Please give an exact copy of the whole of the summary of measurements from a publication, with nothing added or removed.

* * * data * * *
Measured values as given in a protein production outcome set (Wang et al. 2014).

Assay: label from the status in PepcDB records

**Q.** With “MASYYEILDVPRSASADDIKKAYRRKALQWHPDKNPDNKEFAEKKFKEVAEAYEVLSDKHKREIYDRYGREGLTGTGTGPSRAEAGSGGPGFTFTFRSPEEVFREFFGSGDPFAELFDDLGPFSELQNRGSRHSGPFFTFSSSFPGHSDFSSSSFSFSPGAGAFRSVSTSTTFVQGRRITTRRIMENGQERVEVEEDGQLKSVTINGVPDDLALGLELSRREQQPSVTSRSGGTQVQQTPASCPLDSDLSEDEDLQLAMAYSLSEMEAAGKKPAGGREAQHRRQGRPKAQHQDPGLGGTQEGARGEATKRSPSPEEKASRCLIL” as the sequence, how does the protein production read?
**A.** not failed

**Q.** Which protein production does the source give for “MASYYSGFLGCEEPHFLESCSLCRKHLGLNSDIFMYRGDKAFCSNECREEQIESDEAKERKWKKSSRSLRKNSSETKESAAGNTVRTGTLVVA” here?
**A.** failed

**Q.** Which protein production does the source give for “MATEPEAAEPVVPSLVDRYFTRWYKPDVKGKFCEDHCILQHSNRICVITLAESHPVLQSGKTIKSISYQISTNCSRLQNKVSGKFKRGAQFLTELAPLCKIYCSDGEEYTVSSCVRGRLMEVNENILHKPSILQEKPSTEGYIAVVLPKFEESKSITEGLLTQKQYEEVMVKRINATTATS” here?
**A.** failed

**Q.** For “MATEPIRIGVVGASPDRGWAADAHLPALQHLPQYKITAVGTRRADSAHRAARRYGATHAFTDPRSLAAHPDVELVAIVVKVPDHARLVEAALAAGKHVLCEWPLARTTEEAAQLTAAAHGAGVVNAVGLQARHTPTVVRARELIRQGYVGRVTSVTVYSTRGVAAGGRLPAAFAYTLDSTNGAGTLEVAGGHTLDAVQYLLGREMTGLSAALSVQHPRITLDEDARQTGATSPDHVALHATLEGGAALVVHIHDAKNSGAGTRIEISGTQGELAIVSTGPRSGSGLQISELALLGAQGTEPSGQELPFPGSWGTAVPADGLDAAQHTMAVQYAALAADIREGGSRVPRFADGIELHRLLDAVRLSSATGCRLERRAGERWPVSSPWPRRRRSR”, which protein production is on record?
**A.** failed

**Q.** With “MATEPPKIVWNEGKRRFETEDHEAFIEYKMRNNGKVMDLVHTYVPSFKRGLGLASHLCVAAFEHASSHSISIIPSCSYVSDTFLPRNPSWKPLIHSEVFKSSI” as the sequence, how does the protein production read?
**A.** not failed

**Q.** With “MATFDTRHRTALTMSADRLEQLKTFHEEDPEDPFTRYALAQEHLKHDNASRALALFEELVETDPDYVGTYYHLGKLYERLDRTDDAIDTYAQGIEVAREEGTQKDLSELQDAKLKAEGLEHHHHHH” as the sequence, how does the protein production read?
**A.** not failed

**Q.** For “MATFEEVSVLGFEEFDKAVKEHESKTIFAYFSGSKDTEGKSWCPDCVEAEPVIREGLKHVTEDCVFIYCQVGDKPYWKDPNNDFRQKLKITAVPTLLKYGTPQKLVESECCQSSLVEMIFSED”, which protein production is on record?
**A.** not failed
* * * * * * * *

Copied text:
Measured values as given in a protein production outcome set (Wang et al. 2014).

Assay: label from the status in PepcDB records

**Q.** With “MASYYEILDVPRSASADDIKKAYRRKALQWHPDKNPDNKEFAEKKFKEVAEAYEVLSDKHKREIYDRYGREGLTGTGTGPSRAEAGSGGPGFTFTFRSPEEVFREFFGSGDPFAELFDDLGPFSELQNRGSRHSGPFFTFSSSFPGHSDFSSSSFSFSPGAGAFRSVSTSTTFVQGRRITTRRIMENGQERVEVEEDGQLKSVTINGVPDDLALGLELSRREQQPSVTSRSGGTQVQQTPASCPLDSDLSEDEDLQLAMAYSLSEMEAAGKKPAGGREAQHRRQGRPKAQHQDPGLGGTQEGARGEATKRSPSPEEKASRCLIL” as the sequence, how does the protein production read?
**A.** not failed

**Q.** Which protein production does the source give for “MASYYSGFLGCEEPHFLESCSLCRKHLGLNSDIFMYRGDKAFCSNECREEQIESDEAKERKWKKSSRSLRKNSSETKESAAGNTVRTGTLVVA” here?
**A.** failed

**Q.** Which protein production does the source give for “MATEPEAAEPVVPSLVDRYFTRWYKPDVKGKFCEDHCILQHSNRICVITLAESHPVLQSGKTIKSISYQISTNCSRLQNKVSGKFKRGAQFLTELAPLCKIYCSDGEEYTVSSCVRGRLMEVNENILHKPSILQEKPSTEGYIAVVLPKFEESKSITEGLLTQKQYEEVMVKRINATTATS” here?
**A.** failed

**Q.** For “MATEPIRIGVVGASPDRGWAADAHLPALQHLPQYKITAVGTRRADSAHRAARRYGATHAFTDPRSLAAHPDVELVAIVVKVPDHARLVEAALAAGKHVLCEWPLARTTEEAAQLTAAAHGAGVVNAVGLQARHTPTVVRARELIRQGYVGRVTSVTVYSTRGVAAGGRLPAAFAYTLDSTNGAGTLEVAGGHTLDAVQYLLGREMTGLSAALSVQHPRITLDEDARQTGATSPDHVALHATLEGGAALVVHIHDAKNSGAGTRIEISGTQGELAIVSTGPRSGSGLQISELALLGAQGTEPSGQELPFPGSWGTAVPADGLDAAQHTMAVQYAALAADIREGGSRVPRFADGIELHRLLDAVRLSSATGCRLERRAGERWPVSSPWPRRRRSR”, which protein production is on record?
**A.** failed

**Q.** With “MATEPPKIVWNEGKRRFETEDHEAFIEYKMRNNGKVMDLVHTYVPSFKRGLGLASHLCVAAFEHASSHSISIIPSCSYVSDTFLPRNPSWKPLIHSEVFKSSI” as the sequence, how does the protein production read?
**A.** not failed

**Q.** With “MATFDTRHRTALTMSADRLEQLKTFHEEDPEDPFTRYALAQEHLKHDNASRALALFEELVETDPDYVGTYYHLGKLYERLDRTDDAIDTYAQGIEVAREEGTQKDLSELQDAKLKAEGLEHHHHHH” as the sequence, how does the protein production read?
**A.** not failed

**Q.** For “MATFEEVSVLGFEEFDKAVKEHESKTIFAYFSGSKDTEGKSWCPDCVEAEPVIREGLKHVTEDCVFIYCQVGDKPYWKDPNNDFRQKLKITAVPTLLKYGTPQKLVESECCQSSLVEMIFSED”, which protein production is on record?
**A.** not failed